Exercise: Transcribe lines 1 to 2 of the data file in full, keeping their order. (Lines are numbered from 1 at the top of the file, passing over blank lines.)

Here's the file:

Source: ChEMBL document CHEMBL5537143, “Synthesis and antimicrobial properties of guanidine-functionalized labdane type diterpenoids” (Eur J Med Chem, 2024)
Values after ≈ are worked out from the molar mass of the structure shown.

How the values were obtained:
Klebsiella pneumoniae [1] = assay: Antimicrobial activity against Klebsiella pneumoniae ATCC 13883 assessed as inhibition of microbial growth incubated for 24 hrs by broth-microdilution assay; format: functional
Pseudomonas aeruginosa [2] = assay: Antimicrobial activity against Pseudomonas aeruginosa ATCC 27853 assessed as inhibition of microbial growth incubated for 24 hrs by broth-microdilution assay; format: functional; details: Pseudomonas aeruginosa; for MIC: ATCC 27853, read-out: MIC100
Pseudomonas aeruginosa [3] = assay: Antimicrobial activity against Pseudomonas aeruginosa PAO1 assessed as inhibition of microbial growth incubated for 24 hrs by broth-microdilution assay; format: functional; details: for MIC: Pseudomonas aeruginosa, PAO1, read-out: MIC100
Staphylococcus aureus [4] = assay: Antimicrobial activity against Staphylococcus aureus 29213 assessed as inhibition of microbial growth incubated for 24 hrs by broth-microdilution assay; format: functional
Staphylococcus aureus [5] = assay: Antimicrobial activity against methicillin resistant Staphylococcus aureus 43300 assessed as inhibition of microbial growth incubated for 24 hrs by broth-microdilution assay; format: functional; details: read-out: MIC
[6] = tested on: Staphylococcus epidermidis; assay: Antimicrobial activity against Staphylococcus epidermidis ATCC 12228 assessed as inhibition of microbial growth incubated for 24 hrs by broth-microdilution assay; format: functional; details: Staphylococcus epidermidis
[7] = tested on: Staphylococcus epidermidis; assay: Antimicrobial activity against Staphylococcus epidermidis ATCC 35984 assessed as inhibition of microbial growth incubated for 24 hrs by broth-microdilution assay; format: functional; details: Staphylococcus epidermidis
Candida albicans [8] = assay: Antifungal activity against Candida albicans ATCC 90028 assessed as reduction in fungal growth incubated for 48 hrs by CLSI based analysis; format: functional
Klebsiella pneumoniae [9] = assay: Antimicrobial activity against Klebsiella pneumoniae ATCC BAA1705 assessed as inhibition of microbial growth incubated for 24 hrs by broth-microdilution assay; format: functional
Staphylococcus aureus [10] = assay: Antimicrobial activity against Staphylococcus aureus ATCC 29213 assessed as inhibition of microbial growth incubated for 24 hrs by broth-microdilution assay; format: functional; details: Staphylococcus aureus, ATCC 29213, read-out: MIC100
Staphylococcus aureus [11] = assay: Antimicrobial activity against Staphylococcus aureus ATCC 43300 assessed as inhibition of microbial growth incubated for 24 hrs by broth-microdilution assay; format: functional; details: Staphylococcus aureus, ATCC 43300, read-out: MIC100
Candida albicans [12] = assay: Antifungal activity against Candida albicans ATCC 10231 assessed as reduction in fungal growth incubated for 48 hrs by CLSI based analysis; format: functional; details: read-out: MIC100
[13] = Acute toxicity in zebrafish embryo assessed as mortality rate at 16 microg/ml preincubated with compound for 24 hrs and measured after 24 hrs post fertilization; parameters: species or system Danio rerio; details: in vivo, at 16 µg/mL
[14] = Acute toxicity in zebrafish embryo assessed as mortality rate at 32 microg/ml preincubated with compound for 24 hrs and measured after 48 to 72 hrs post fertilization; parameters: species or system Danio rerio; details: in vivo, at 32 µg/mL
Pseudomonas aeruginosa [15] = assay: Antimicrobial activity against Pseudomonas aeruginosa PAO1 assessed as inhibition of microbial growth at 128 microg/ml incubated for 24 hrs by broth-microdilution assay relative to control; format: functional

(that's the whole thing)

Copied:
Source: ChEMBL document CHEMBL5537143, “Synthesis and antimicrobial properties of guanidine-functionalized labdane type diterpenoids” (Eur J Med Chem, 2024)
Values after ≈ are worked out from the molar mass of the structure shown.